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ADOCE 的 Pure C++ 用法(转)

原创 Linux操作系统 作者:jcszjswkzhou 时间:2019-05-10 13:39:04 0 删除 编辑

Using ADOCE with Pure C++…

Most applications these days require some form of data storage, and Microsoft recommends using Microsoft® ActiveX® Data Objects for the Windows® CE operating system (ADOCE). Most samples on ADOCE are written for Microsoft Visual Basic® developers, and there are not many samples out there showing how to use ADOCE with C++. This article takes you through the minimal steps necessary to access ADOCE from Microsoft Visual C++®.

What You Need
  • Microsoft eMbedded Visual Tools.
  • Microsoft eMbedded Visual C++.

Gotchas

ADOCE 2.0, ADOCE 3.0, and ADOCE 3.1 have different ProgIDs you have to watch for when you use the sample below. If you are not sure what ADOCE version is running on your device, you can try to create an ADOCE 3.1 connection object first. If that fails, try to create an ADOCE 3.0 connection object. If your device does not support 3.0 or 3.1, then you should install the latest version for the platform rather then use ADOCE 2.0. ADOCE 2.0 is not fully compatible to ADOCE 3.0 and your code might not work correctly. You can download the latest version of ADOCE 3.1.

Languages Supported

All languages

The Includes…

To include the ADOCE smart pointers, add the following code to the top of your source file:
#include 
namespace MSADOCE
{
#include 
}
#include 

The “namespace” argument will enable the Com Smart Pointer and define the “MSADOCE” namespace used later in the code.

The Code…

The following code snipplet will create an ADOCE connection and an ADOCE recordset, set the connection to the recordset, create a new table, insert a record, and read that record.

First we have to do some COM Smart Pointer declarations:

MSADOCE::IADOCEConnection *iADOCEConn     = NULL; //Connection Object
MSADOCE::IADOCERecordset  *iADOCERS       = NULL; //Recordset Object
MSADOCE::IADOCEFields     *iADOCEFields   = NULL; //Fields Object

The ADOCE.H does not define the two GUIDs (globally unique identifiers) correctly for the Recordset and the Connection interfaces. Therefore we declare both of them here:

IID IID__Recordset = 
{0x113033F6,0xF682,0x11D2,{0xBB,0x62,0x00,0xC0,0x4F,0x68,0x0A,0xCC}};
IID IID__Connection = 
{0x113033DE,0xF682,0x11D2,{0xBB,0x62,0x00,0xC0,0x4F,0x68,0x0A,0xCC}};

The following two lines declare the ADOCE connection and Recordset ProgID.

TCHAR tsADOCE30ConnProgID[]= TEXT("ADOCE.Connection.3.0");
TCHAR tsADOCE30RSProgID[]= TEXT("ADOCE.Recordset.3.0");

Now we can start filling the objects with life:

CLSID tClsid;
HRESULT hr;
VARIANT varConn1,varTSQL,varEmpty;

hr = CoInitializeEx(NULL,COINIT_MULTITHREADED);
if(!SUCCEEDED(hr)) return 0;

VariantInit(&varConn1);
VariantInit(&varTSQL);
VariantInit(&varEmpty);

hr = CLSIDFromProgID( tsADOCE30ConnProgID, &tClsid );
if (FAILED(hr)) return 0; // Error handling here: ADOCE3.0 not found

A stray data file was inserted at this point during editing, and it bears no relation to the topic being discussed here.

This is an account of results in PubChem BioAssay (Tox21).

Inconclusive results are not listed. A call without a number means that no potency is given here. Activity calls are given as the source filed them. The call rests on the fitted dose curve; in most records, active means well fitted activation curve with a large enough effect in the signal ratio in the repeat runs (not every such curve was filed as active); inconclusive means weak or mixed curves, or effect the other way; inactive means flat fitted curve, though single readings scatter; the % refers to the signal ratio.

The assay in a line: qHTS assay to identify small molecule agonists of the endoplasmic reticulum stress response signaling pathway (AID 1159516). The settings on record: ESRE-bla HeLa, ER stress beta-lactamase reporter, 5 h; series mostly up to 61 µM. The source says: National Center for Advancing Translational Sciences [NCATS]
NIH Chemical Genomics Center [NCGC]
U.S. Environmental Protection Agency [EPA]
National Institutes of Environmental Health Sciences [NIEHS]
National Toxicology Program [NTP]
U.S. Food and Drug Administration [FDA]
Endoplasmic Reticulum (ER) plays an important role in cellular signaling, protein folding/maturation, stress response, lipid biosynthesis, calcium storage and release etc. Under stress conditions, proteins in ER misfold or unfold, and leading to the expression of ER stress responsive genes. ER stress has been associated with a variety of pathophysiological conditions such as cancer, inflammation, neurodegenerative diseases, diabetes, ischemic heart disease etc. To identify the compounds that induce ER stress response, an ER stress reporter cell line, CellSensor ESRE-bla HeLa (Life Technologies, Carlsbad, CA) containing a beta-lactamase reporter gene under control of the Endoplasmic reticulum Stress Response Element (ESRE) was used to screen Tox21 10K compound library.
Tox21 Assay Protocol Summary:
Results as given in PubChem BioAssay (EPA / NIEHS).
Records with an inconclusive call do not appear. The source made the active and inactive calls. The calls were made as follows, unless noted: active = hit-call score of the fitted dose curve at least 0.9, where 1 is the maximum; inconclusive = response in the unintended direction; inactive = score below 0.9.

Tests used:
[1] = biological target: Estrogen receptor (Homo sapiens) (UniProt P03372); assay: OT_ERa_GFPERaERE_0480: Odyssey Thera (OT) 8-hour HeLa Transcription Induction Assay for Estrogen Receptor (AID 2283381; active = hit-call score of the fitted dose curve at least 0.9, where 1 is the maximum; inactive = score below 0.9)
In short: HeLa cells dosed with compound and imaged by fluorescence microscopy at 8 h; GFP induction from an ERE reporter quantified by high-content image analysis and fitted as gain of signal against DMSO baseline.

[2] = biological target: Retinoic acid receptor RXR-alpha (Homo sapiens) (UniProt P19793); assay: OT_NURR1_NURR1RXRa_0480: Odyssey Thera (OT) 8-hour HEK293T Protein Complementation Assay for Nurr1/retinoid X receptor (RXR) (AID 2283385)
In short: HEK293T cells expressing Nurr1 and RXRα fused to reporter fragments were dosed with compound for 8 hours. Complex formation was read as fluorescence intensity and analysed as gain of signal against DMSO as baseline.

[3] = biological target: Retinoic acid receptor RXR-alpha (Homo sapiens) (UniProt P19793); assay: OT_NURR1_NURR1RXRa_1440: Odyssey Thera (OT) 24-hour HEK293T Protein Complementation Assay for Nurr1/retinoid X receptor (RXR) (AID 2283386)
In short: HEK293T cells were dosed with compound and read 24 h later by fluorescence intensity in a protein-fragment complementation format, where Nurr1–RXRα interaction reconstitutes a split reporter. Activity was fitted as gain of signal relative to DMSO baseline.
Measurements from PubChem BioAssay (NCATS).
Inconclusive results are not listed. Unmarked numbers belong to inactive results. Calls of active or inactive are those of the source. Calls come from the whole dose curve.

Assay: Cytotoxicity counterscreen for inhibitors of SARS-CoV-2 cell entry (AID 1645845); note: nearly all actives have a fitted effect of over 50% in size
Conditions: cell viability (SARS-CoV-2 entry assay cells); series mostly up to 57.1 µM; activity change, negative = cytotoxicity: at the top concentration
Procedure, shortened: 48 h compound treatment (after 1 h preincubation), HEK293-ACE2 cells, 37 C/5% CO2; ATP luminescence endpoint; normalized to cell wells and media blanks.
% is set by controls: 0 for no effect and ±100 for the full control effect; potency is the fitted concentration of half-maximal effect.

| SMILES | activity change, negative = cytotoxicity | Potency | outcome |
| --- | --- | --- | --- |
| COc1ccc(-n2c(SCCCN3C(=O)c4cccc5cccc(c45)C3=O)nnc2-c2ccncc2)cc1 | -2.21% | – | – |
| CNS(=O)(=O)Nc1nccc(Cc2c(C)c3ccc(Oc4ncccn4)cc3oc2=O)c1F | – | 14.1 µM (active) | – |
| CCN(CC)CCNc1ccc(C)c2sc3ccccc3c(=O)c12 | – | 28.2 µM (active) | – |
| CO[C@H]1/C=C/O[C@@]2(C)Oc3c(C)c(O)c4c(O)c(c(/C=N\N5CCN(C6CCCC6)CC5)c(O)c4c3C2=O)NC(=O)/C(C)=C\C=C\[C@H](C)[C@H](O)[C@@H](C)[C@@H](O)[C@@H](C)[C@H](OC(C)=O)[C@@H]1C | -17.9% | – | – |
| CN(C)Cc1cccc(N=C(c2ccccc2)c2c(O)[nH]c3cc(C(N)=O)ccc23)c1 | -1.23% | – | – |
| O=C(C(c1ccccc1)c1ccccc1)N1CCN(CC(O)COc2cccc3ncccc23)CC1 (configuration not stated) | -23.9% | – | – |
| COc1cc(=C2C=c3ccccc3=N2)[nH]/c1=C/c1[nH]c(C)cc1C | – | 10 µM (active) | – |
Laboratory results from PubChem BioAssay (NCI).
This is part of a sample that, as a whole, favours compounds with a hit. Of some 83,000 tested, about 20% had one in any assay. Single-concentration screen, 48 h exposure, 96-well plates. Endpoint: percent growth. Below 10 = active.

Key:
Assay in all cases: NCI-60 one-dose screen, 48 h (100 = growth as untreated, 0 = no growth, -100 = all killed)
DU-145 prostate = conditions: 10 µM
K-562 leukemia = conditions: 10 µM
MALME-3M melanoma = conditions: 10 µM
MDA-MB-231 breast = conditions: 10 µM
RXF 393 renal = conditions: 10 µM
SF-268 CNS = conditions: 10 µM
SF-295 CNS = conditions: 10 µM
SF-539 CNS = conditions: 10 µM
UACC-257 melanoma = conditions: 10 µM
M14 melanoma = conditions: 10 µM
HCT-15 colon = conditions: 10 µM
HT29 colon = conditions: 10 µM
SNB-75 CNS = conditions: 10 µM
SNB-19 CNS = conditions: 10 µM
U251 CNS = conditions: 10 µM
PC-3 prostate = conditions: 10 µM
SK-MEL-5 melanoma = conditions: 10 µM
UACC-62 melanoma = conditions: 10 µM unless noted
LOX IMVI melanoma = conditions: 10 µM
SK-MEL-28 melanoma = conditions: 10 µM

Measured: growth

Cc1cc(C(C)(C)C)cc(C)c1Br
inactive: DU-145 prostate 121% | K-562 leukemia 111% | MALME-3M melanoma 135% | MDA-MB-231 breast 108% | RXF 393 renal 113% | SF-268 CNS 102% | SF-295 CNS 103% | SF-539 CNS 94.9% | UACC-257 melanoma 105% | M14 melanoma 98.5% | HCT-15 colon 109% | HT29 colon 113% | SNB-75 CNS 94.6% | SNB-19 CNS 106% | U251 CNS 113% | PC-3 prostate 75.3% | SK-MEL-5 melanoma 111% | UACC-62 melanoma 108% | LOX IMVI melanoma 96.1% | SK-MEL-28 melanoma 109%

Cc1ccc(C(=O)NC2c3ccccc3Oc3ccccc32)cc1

hr = CoCreateInstance (tClsid, NULL,
                      CLSCTX_INPROC_SERVER | CLSCTX_LOCAL_SERVER,
                      IID__Connection, (LPVOID *)&iADOCEConn);
if(iADOCEConn && !FAILED(hr))
{

The following lines will create an ADOCE connection object for the Microsoft Windows CE Object store. If you want to open a Pocket Access database (.CDB), you can enter the file name of the .CDB file as the first parameter of the “Open” method.

hr=iADOCEConn->put_Provider(TEXT("cedb"));
hr=iADOCEConn->Open(TEXT(""),TEXT(""),
                    TEXT(""),MSADOCE::adOpenUnspecified);

hr=CLSIDFromProgID( tsADOCE30RSProgID, &tClsid );
hr = CoCreateInstance (tClsid, NULL,
                  CLSCTX_INPROC_SERVER | CLSCTX_LOCAL_SERVER,
                  IID__Recordset,(LPVOID *)&iADOCERS);
if(iADOCEConn && !FAILED(hr))
{

The next three lines are very important. I get a lot of questions about how to attach the Connection object to the Recordset correctly. Here is how:

		varConn1.pdispVal=iADOCEConn;
		varConn1.vt=VT_DISPATCH;
		hr=iADOCERS->put_ActiveConnection(varConn1);

We create a new table named “Book841” with integer, date, string, and long varbinary fields.

		varTSQL.bstrVal=SysAllocString(
			TEXT("CREATE TABLE Book841 (MyInt integer, MyDate,
		datetime, MyString varchar(200), MyBlob long varbinary)"));
		varTSQL.vt=VT_BSTR;
		hr=iADOCERS->Open(varTSQL,varEmpty,
				MSADOCE::adOpenForwardOnly,
				MSADOCE:: adLockReadOnly, 
				MSADOCE::adCmdUnknown);
		if (FAILED(hr)) return FALSE;	// Error handling
		SysFreeString(varTSQL.bstrVal);

And now if we want to add a row to the table, we have to open it with a dynamic, updateable cursor.

		varTSQL.bstrVal=SysAllocString(
				TEXT("select * from Book842"));
		varTSQL.vt=VT_BSTR;
		hr=iADOCERS->Open(varTSQL,varEmpty,
				MSADOCE::adOpenDynamic ,
				MSADOCE::adLockOptimistic , 
				MSADOCE::adCmdUnknown);
		if (FAILED(hr)) return FALSE;	// Error handling
		SysFreeString(varTSQL.bstrVal);

		hr=iADOCERS->AddNew(varEmpty,varEmpty);
		hr=iADOCERS->get_Fields(&iADOCEFields);
	}
}

Before you can compile and link the sample, add the OLE32.LIB and OLEAUT32.LIB to the list of object/library modules in the project settings of your project.

What Storage Engine Should I Use?

ADOCE lets you access the Object Store, Microsoft Pocket Access files, and any other storage engine that supports the OLEDB layer for Windows CE. Microsoft recently released Microsoft SQL Server 2000 Windows CE Edition (SQL Server CE). It ships with the developer"s edition of SQL Server 2000 and is a great storage engine for all kind of applications. Since it is about 10 times faster then Pocket Access, this is the storage engine I recommend for any serious developer. And best of all—the runtime of the SQL Server CE is free.

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